Background With an ageing population and greater rates of dementia, patients in hospital are at increased risk of delirium.1 Delirium poses complex challenges because it raises both legal and ethical dilemmas. The Dealing with Delirium Programme was established to address these challenges.
Methods The curriculum comprised four clinical themes: assessment of delirium, management of aggression, post-fall reviews and capacity/deprivation of liberty. For each topic, a structured clinical simulation scenario was designed for doctor and nurse participants, with facilitators taking the roles of a patient and health care assistant. Three courses were run for staff from general medical and elderly care wards. Adapted versions of the programme were produced for Intensive Care (ICU) and the Emergency Department (ED).
Participants completed pre- and post-programme Likert scale questionnaires to assess their confidence with complex aspects of delirium management. Participants also recorded qualitative feedback on the impact on their practice.
Results The initial programmes included 16 multi-disciplinary participants. The ICU and ED programmes each involved 6 participants. In every course, confidence increased across all skill areas. Confidence in recognising delirium increased by a mean of 2.5 points on the general medical course, 2.3 points on the ICU course and 1.0 point on the ED course. Confidence in capacity and deprivation of liberty decisions increased by a mean of 3.8, 3.3 and 4.9 points on the general medical, ICU and ED courses respectively. Qualitative feedback highlighted the importance of addressing capacity assessments.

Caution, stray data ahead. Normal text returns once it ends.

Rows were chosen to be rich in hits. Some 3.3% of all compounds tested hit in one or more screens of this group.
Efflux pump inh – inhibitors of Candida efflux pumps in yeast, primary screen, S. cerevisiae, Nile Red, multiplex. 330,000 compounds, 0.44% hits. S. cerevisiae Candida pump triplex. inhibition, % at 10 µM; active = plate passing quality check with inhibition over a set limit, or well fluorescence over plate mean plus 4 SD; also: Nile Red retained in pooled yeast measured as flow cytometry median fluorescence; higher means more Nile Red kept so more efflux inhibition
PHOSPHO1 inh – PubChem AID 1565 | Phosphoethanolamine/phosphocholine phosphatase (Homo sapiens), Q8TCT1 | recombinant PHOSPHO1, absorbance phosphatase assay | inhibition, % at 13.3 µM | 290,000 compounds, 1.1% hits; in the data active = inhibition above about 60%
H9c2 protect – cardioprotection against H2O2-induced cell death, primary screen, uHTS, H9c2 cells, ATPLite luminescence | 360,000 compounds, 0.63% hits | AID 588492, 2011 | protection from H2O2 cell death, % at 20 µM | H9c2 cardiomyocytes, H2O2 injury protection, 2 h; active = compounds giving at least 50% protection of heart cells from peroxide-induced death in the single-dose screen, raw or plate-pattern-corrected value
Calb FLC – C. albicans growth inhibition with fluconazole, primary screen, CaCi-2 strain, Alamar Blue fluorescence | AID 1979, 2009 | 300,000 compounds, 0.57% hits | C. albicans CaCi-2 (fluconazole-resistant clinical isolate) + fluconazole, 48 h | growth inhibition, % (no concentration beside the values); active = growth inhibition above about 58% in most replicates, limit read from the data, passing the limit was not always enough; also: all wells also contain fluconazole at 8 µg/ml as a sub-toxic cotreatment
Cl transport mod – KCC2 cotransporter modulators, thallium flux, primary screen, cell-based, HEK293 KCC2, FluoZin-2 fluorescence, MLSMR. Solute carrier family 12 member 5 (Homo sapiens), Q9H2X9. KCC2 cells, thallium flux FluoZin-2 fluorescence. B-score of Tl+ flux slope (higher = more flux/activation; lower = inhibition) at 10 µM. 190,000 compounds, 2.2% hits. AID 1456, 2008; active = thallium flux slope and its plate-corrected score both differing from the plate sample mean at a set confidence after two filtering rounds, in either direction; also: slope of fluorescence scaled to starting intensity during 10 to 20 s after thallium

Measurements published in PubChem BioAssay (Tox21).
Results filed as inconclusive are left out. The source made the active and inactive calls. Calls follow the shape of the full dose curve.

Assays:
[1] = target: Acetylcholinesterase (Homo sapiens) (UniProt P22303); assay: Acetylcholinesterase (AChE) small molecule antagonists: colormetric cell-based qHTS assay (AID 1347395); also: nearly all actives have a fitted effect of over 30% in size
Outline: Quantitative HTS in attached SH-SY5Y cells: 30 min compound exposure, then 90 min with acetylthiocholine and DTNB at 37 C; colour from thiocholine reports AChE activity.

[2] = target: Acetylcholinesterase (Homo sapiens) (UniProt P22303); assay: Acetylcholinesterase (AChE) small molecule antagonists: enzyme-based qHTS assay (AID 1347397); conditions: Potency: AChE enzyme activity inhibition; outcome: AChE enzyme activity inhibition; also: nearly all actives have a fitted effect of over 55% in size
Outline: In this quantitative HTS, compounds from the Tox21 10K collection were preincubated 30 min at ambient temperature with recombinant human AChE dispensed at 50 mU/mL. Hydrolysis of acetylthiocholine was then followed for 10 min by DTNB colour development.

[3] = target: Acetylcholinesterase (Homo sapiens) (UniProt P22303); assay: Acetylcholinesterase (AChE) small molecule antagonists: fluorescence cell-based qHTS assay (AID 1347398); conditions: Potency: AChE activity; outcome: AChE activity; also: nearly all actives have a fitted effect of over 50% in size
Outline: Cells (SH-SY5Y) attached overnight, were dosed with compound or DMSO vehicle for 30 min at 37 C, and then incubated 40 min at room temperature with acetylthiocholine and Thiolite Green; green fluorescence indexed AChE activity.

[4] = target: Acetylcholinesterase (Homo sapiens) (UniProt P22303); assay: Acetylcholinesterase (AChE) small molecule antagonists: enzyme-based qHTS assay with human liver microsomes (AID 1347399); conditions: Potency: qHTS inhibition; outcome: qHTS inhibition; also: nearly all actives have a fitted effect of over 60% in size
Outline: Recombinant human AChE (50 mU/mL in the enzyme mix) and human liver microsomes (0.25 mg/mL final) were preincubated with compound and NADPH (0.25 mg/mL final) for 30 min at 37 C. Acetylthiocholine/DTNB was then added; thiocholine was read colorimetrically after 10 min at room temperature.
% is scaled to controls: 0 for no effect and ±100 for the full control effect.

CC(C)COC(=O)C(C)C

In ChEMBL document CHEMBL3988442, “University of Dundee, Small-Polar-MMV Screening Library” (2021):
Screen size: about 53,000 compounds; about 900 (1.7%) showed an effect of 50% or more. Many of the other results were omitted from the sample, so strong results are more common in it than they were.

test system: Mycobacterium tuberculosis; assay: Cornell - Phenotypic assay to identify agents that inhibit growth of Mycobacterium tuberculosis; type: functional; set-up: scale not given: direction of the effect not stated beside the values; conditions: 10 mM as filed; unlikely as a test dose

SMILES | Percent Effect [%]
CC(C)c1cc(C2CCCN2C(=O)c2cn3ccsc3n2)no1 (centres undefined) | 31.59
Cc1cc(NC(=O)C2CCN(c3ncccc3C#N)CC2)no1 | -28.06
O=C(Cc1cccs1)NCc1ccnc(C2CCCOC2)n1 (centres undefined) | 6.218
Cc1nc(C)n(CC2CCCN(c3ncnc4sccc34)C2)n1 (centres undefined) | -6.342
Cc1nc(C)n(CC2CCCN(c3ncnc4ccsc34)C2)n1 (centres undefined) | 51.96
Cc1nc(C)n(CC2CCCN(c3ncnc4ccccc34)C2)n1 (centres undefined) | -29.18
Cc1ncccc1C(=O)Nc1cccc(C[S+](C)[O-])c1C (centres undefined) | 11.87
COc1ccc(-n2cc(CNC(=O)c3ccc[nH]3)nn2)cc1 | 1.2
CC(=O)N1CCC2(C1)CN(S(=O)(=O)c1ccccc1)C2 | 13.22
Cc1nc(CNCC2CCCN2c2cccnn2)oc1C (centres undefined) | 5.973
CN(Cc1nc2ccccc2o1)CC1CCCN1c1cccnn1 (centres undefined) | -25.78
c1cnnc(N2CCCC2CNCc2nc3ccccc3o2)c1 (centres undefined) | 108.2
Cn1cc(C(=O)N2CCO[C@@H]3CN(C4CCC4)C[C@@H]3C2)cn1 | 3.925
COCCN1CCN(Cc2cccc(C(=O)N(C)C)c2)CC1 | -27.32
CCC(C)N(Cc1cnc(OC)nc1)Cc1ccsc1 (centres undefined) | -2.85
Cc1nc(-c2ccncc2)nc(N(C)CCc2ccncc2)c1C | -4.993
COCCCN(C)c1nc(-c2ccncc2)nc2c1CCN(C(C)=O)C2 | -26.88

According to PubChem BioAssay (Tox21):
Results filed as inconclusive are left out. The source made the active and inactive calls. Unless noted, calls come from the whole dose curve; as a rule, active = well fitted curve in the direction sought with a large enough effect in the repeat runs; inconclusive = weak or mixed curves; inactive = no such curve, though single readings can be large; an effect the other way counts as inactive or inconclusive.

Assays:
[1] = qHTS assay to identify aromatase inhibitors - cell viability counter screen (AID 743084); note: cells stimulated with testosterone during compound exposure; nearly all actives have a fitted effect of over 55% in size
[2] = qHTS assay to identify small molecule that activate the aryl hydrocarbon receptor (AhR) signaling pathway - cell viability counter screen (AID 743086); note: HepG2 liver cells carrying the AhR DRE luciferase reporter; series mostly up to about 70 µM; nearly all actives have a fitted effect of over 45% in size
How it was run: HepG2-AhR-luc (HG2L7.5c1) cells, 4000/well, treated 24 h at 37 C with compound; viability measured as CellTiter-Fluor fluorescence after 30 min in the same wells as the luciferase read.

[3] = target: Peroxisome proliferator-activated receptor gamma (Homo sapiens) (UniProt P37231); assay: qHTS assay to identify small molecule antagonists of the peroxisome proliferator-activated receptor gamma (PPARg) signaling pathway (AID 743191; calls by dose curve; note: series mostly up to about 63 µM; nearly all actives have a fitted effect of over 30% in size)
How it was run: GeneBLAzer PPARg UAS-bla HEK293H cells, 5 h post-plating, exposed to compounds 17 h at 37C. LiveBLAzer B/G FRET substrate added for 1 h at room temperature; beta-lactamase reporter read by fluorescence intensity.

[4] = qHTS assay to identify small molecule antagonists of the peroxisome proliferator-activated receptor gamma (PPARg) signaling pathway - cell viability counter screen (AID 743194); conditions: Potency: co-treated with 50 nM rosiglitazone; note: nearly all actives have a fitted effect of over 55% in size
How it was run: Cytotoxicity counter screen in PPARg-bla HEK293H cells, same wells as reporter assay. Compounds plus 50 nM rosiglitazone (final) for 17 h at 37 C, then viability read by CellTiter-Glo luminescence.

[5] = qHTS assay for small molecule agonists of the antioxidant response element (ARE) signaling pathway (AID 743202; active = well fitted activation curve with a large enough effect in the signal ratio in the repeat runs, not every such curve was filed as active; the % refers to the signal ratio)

Conclusions We demonstrate that simulation is an effective way to build the confidence of multidisciplinary teams in managing patients with delirium. As the challenges of delirium are growing and often overlooked, such educational techniques are valuable for quality improvement and patient safety.
NICE clinical guideline 103, Delirium: diagnosis, prevention and management; July 2010
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